Despite narrower refining margins, US petroleum refinery capital spending will remain robust in the next two years, with about $9.2 billion worth of active capital projects (scheduled for construction start in 2016-2018) planned for 2016 and $9.3 billion in projects in 2017, according to market research firm Industrial Info Resources (IIR).


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Some $8.1 billion worth of active projects in the US with a construction kick-off in 2016-2018 are projected to be new builds and about $1.7 billion will be unit additions, based on the pipeline of announced projects, with the rest of the spending going into plant expansions and other in-plant capital.

Future spending in the US will be mostly driven by smaller, quick-return optimization & reliability projects, facility upgrades to address octane loss issues, as well as gasoline production increases as domestic refiners take advantage of cheap domestic feedstock, comply with environmental regulations and export more petroleum products to meet rising global demand.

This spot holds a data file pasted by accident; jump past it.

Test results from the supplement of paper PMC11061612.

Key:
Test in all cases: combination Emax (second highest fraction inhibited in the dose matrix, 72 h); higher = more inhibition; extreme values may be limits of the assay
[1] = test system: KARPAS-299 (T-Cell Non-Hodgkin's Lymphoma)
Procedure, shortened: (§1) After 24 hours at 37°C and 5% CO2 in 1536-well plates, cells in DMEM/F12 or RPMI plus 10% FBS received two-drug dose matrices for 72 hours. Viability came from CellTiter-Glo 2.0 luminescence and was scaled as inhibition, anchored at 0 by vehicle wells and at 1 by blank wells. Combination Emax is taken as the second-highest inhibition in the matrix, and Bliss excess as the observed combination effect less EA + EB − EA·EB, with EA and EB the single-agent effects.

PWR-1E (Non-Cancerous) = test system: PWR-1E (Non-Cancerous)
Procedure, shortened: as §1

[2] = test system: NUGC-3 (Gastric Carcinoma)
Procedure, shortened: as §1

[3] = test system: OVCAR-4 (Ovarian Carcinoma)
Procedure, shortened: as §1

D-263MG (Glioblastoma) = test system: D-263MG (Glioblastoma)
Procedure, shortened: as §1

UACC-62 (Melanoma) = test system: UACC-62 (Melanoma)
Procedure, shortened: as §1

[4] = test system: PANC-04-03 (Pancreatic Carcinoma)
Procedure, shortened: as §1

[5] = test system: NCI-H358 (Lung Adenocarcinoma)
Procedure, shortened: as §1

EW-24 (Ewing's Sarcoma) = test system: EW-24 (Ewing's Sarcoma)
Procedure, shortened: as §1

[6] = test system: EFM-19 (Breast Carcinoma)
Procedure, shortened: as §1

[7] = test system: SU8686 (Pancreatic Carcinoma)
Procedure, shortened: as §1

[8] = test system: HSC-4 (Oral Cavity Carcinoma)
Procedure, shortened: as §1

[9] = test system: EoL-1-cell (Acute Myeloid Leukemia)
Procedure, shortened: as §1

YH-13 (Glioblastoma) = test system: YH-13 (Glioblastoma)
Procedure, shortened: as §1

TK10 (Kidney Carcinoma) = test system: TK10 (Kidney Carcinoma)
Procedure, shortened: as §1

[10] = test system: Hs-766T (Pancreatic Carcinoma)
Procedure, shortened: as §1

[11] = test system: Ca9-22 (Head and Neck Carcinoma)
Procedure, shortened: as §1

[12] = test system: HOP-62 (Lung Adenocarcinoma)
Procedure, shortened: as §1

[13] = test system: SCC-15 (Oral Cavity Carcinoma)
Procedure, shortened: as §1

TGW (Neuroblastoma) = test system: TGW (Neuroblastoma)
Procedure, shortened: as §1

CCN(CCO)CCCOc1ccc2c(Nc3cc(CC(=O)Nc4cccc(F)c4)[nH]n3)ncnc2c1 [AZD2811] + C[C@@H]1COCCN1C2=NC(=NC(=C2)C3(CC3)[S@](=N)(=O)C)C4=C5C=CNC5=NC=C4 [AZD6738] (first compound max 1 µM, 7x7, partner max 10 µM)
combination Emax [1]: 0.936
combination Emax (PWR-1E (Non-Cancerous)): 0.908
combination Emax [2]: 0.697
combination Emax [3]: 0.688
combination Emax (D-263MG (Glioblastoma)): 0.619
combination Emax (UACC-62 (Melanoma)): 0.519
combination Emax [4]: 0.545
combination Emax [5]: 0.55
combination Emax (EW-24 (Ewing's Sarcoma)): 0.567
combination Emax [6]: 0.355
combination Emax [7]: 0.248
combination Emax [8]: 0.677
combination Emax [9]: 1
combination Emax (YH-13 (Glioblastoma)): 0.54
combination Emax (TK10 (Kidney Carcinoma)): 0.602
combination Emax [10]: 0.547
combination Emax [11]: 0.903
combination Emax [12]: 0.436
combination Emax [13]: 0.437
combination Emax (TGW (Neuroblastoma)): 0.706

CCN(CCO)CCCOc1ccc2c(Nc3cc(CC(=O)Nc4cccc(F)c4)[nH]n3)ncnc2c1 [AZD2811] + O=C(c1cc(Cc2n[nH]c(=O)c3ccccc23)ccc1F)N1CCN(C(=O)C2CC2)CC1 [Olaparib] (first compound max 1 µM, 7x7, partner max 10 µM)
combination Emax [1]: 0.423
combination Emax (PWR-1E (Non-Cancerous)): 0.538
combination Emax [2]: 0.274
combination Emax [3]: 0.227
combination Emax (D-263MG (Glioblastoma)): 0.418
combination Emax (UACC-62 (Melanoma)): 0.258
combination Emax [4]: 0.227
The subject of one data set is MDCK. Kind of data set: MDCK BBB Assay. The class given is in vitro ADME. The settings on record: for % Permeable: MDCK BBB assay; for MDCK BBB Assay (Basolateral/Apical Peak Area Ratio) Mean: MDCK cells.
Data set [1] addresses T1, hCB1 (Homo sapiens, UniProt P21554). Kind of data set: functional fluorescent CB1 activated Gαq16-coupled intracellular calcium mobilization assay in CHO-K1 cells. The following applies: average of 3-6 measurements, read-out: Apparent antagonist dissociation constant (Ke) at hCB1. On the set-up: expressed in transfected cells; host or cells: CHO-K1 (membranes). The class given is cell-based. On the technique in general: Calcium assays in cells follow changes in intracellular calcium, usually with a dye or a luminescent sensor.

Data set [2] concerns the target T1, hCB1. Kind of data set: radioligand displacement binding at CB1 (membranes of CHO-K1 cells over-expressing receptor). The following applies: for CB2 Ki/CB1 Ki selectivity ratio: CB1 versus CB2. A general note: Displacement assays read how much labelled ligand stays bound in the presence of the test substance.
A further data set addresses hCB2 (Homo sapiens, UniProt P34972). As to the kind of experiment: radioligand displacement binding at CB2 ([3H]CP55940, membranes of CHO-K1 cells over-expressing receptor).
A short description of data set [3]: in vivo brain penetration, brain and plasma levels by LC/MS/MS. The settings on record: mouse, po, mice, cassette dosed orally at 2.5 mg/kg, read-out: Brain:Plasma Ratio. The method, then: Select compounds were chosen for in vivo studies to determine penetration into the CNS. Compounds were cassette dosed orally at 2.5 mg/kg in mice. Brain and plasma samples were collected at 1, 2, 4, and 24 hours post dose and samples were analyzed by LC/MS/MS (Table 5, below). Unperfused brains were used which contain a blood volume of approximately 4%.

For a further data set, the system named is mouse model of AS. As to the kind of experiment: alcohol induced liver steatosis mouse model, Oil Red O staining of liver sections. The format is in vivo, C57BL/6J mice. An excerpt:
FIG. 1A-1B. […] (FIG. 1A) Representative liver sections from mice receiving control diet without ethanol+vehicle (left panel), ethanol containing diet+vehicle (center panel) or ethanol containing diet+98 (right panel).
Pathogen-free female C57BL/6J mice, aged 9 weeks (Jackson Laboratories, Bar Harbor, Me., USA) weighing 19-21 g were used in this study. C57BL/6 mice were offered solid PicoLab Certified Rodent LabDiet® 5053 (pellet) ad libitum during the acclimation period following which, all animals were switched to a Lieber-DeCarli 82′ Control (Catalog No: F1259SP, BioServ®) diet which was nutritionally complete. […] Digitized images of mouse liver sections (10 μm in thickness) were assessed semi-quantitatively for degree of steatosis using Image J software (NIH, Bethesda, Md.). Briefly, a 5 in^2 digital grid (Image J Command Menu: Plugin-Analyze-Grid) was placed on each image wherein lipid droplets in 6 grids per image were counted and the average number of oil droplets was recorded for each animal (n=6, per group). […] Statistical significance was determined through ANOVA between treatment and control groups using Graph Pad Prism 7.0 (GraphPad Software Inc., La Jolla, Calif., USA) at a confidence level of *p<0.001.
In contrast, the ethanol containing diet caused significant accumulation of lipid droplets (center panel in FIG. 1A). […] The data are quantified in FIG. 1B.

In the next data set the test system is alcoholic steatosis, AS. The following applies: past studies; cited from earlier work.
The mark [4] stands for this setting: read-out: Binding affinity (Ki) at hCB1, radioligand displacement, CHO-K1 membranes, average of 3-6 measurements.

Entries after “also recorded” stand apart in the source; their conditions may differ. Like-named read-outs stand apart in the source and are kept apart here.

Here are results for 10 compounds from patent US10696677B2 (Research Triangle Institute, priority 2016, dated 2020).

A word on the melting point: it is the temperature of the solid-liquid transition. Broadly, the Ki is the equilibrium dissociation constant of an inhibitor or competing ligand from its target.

There are currently a total of $10 billion active refining projects under construction in North America compared to $32.5 billion in projects in the Middle East, Chris Paschall, IIR’s vice president of global research for the petroleum refining industry, said at a webinar on March 15.

By contrast, projects at the planning & engineering stage that are planned to begin construction in 2016-2018 total about $58 billion (347 projects) in North America compared to $53 billion (280 projects) in the Middle East. Though not all of this planned investment will move forward, Paschall expects to see robust spending activity in North America in 2016.

Total capital spending in the US refining and marketing sector in 2016 is projected to rise from $13.5 billion in 2015 to $14.6 billion in 2016, up 8% year on year, according to the Oil & Gas Journal (OGJ).

OGJ’s projections assume oil prices of about $35 per barrel (b) for Brent and West Texas Intermediate (WTI) in 2016.

Brent and WTI crude oil prices are expected to average $34/b in 2016 and $40/b in 2017, according to the Short-Term Energy Outlook (STEO) published by the US Energy Information Administration (EIA) on March 16.